The eye disorder which affects the cornea of the eye is known as Keratoconus. More precisely, this condition occurs around cornea and forces the front part of the eye (cornea) to become thin and irregular shaped. Such development of abnormal shape prevents the light rays to enter the eye and hence leads to a distorted vision.

In simple words, there are tiny fibers of protein present in human eyes, which are known as collagen. These help the eye to hold the cornea at its correct place. But as the fibers become weak, its ability to hold cornea at the same place weakens. Consequently, the shape gets distorted to become cone shaped.

In its primary stages, keratoconus (also referred as pellucid) becomes the cause of blurriness, impairment of vision and increased sensitivity to light and warmth. These symptoms generally appear in the late 20s or sometimes even in teens. Keratoconus usually advances for 10-20 years and then slows in its progression. Each eye may be affected differently.

Is Keratoconus a Sight Threatening Disease?

As keratoconus advances, the cornea bulges out more and vision may become more distorted. However, in a few instances, the cornea may swell, this can make a sudden and significant decline in vision. The swelling happens when the strain of the cornea’s protruding cone-like shape causes a small crack to develop. The swelling can last for weeks or months since the fracture heals and is slowly replaced by scar tissue. If this abrupt swelling does happen, any ophthalmologist can prescribe eyedrops for temporary relief, but there are yet no medicines that may stop the disease from progressing.

Keratoconus is a gradually worsening disease that, in some cases, may lead to vision loss, or even treated. There are options to help stabilize or increase your vision in case soft contact lenses and eyeglasses are not improving your eyesight. Remember, Bobsledder Steven Holcomb Overcame Keratoconus to win Olympic Gold.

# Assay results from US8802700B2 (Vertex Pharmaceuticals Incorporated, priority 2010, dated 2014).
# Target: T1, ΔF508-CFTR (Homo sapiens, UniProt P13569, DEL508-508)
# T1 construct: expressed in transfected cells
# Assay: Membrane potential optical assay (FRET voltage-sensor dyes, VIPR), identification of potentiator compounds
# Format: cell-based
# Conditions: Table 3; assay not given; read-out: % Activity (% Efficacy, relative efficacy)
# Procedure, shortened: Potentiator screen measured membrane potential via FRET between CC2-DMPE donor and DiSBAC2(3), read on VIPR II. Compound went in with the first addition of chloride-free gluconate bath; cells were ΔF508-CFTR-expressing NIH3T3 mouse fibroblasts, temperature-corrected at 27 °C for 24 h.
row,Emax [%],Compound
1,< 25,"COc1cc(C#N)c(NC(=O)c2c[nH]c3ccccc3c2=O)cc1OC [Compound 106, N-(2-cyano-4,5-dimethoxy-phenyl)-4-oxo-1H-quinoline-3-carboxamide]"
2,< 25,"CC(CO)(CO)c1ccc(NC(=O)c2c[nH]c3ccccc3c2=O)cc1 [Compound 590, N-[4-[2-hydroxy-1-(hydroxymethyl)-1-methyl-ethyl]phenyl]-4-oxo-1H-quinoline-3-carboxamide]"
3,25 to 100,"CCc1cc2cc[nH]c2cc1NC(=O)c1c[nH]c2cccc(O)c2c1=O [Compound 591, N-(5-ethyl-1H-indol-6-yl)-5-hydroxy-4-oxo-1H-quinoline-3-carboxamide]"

Treatment of Keratoconus

Treatments for progressive keratoconus include:

Corneal cross-linking (CXL)

Custom soft contact lenses

Gas permeable contact lenses

Scleral and semi-scleral lenses

“Piggybacking” contact lenses

Hybrid contact lenses

Prosthetic contact lenses


Corneal transplant

Eyeglasses or soft contact lenses may be utilized to fix the mild nearsightedness and astigmatism that’s caused by the early phases of keratoconus. As the disease progresses and cornea continues to thin and change shape, rigid gas permeable contact lenses may be prescribed to correct vision adequately. Generally, this is sufficient. The contact lenses must be carefully fitted, and regular evaluations and lens adjustments might be needed to achieve and maintain good vision.

In a couple of instances, a corneal transplant is necessary. However, even after a corneal transplant, eyeglasses or contact lenses are most usually needed to correct vision.

Note: The laser vision correction surgery is highly dangerous for people suffering from the eye disorder of keratoconus, as it can further weaken the cornea and make the situation worse. Therefore, anyone with even a small degree of keratoconus problem must not undergo LASIK surgery in any case.

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